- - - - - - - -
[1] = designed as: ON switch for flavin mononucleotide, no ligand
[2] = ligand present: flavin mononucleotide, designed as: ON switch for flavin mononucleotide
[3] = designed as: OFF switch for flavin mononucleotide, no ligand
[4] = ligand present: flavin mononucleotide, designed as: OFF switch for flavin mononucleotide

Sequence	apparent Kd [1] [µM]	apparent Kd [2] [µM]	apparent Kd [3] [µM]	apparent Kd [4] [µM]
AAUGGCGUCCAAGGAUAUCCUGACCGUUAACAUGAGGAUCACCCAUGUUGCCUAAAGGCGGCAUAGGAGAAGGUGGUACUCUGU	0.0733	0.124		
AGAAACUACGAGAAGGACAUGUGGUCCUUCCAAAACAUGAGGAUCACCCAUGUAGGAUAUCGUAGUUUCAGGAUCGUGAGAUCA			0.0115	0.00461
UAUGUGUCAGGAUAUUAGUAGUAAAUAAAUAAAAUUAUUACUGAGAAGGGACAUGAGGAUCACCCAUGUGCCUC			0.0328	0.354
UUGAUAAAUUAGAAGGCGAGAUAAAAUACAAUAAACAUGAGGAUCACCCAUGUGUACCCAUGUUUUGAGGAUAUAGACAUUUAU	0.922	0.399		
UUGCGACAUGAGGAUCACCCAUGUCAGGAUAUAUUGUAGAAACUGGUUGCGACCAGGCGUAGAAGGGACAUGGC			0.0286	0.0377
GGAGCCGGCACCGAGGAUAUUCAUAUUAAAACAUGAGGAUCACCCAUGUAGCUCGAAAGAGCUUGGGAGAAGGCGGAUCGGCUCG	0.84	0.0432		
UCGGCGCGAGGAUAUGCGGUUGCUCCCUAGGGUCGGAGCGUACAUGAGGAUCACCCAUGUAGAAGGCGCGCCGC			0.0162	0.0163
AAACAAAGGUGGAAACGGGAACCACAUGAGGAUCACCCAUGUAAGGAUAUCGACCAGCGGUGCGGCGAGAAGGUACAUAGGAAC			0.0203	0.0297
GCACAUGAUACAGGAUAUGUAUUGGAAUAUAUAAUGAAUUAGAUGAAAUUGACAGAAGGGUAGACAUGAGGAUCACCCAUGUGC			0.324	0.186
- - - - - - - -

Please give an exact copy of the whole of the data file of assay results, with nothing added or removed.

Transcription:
[1] = designed as: ON switch for flavin mononucleotide, no ligand
[2] = ligand present: flavin mononucleotide, designed as: ON switch for flavin mononucleotide
[3] = designed as: OFF switch for flavin mononucleotide, no ligand
[4] = ligand present: flavin mononucleotide, designed as: OFF switch for flavin mononucleotide

Sequence	apparent Kd [1] [µM]	apparent Kd [2] [µM]	apparent Kd [3] [µM]	apparent Kd [4] [µM]
AAUGGCGUCCAAGGAUAUCCUGACCGUUAACAUGAGGAUCACCCAUGUUGCCUAAAGGCGGCAUAGGAGAAGGUGGUACUCUGU	0.0733	0.124		
AGAAACUACGAGAAGGACAUGUGGUCCUUCCAAAACAUGAGGAUCACCCAUGUAGGAUAUCGUAGUUUCAGGAUCGUGAGAUCA			0.0115	0.00461
UAUGUGUCAGGAUAUUAGUAGUAAAUAAAUAAAAUUAUUACUGAGAAGGGACAUGAGGAUCACCCAUGUGCCUC			0.0328	0.354
UUGAUAAAUUAGAAGGCGAGAUAAAAUACAAUAAACAUGAGGAUCACCCAUGUGUACCCAUGUUUUGAGGAUAUAGACAUUUAU	0.922	0.399		
UUGCGACAUGAGGAUCACCCAUGUCAGGAUAUAUUGUAGAAACUGGUUGCGACCAGGCGUAGAAGGGACAUGGC			0.0286	0.0377
GGAGCCGGCACCGAGGAUAUUCAUAUUAAAACAUGAGGAUCACCCAUGUAGCUCGAAAGAGCUUGGGAGAAGGCGGAUCGGCUCG	0.84	0.0432		
UCGGCGCGAGGAUAUGCGGUUGCUCCCUAGGGUCGGAGCGUACAUGAGGAUCACCCAUGUAGAAGGCGCGCCGC			0.0162	0.0163
AAACAAAGGUGGAAACGGGAACCACAUGAGGAUCACCCAUGUAAGGAUAUCGACCAGCGGUGCGGCGAGAAGGUACAUAGGAAC			0.0203	0.0297
GCACAUGAUACAGGAUAUGUAUUGGAAUAUAUAAUGAAUUAGAUGAAAUUGACAGAAGGGUAGACAUGAGGAUCACCCAUGUGC			0.324	0.186